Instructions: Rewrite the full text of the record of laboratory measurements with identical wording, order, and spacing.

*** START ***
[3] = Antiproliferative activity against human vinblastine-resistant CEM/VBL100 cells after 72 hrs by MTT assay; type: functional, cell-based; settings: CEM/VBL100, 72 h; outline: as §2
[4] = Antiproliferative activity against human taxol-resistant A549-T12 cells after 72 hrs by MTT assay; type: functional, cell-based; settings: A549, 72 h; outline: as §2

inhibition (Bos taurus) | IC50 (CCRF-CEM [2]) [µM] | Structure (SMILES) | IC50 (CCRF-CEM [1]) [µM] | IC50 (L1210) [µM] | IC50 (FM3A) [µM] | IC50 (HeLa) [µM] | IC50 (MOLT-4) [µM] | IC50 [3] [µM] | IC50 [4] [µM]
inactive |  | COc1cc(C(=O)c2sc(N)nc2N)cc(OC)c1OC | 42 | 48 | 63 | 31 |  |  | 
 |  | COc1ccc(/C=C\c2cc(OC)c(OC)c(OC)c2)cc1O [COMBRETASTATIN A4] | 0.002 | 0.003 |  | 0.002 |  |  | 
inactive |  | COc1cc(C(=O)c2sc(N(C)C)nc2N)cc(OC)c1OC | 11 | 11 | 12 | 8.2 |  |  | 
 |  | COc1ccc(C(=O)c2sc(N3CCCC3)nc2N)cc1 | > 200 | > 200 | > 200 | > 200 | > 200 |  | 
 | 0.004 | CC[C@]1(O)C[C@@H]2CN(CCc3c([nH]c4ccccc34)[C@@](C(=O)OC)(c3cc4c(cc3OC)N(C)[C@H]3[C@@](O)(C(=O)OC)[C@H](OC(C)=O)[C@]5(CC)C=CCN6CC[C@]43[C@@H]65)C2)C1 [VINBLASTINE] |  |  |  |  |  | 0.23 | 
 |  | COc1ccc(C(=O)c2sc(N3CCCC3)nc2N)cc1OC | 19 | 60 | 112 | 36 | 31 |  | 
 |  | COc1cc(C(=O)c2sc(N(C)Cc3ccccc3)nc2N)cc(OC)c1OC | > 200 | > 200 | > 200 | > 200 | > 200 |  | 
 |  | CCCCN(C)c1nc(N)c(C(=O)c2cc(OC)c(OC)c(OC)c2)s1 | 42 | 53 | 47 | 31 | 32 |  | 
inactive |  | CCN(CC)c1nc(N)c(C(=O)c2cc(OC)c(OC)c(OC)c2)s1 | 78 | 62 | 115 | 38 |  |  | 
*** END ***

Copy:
[3] = Antiproliferative activity against human vinblastine-resistant CEM/VBL100 cells after 72 hrs by MTT assay; type: functional, cell-based; settings: CEM/VBL100, 72 h; outline: as §2
[4] = Antiproliferative activity against human taxol-resistant A549-T12 cells after 72 hrs by MTT assay; type: functional, cell-based; settings: A549, 72 h; outline: as §2

inhibition (Bos taurus) | IC50 (CCRF-CEM [2]) [µM] | Structure (SMILES) | IC50 (CCRF-CEM [1]) [µM] | IC50 (L1210) [µM] | IC50 (FM3A) [µM] | IC50 (HeLa) [µM] | IC50 (MOLT-4) [µM] | IC50 [3] [µM] | IC50 [4] [µM]
inactive |  | COc1cc(C(=O)c2sc(N)nc2N)cc(OC)c1OC | 42 | 48 | 63 | 31 |  |  | 
 |  | COc1ccc(/C=C\c2cc(OC)c(OC)c(OC)c2)cc1O [COMBRETASTATIN A4] | 0.002 | 0.003 |  | 0.002 |  |  | 
inactive |  | COc1cc(C(=O)c2sc(N(C)C)nc2N)cc(OC)c1OC | 11 | 11 | 12 | 8.2 |  |  | 
 |  | COc1ccc(C(=O)c2sc(N3CCCC3)nc2N)cc1 | > 200 | > 200 | > 200 | > 200 | > 200 |  | 
 | 0.004 | CC[C@]1(O)C[C@@H]2CN(CCc3c([nH]c4ccccc34)[C@@](C(=O)OC)(c3cc4c(cc3OC)N(C)[C@H]3[C@@](O)(C(=O)OC)[C@H](OC(C)=O)[C@]5(CC)C=CCN6CC[C@]43[C@@H]65)C2)C1 [VINBLASTINE] |  |  |  |  |  | 0.23 | 
 |  | COc1ccc(C(=O)c2sc(N3CCCC3)nc2N)cc1OC | 19 | 60 | 112 | 36 | 31 |  | 
 |  | COc1cc(C(=O)c2sc(N(C)Cc3ccccc3)nc2N)cc(OC)c1OC | > 200 | > 200 | > 200 | > 200 | > 200 |  | 
 |  | CCCCN(C)c1nc(N)c(C(=O)c2cc(OC)c(OC)c(OC)c2)s1 | 42 | 53 | 47 | 31 | 32 |  | 
inactive |  | CCN(CC)c1nc(N)c(C(=O)c2cc(OC)c(OC)c(OC)c2)s1 | 78 | 62 | 115 | 38 |  |  | 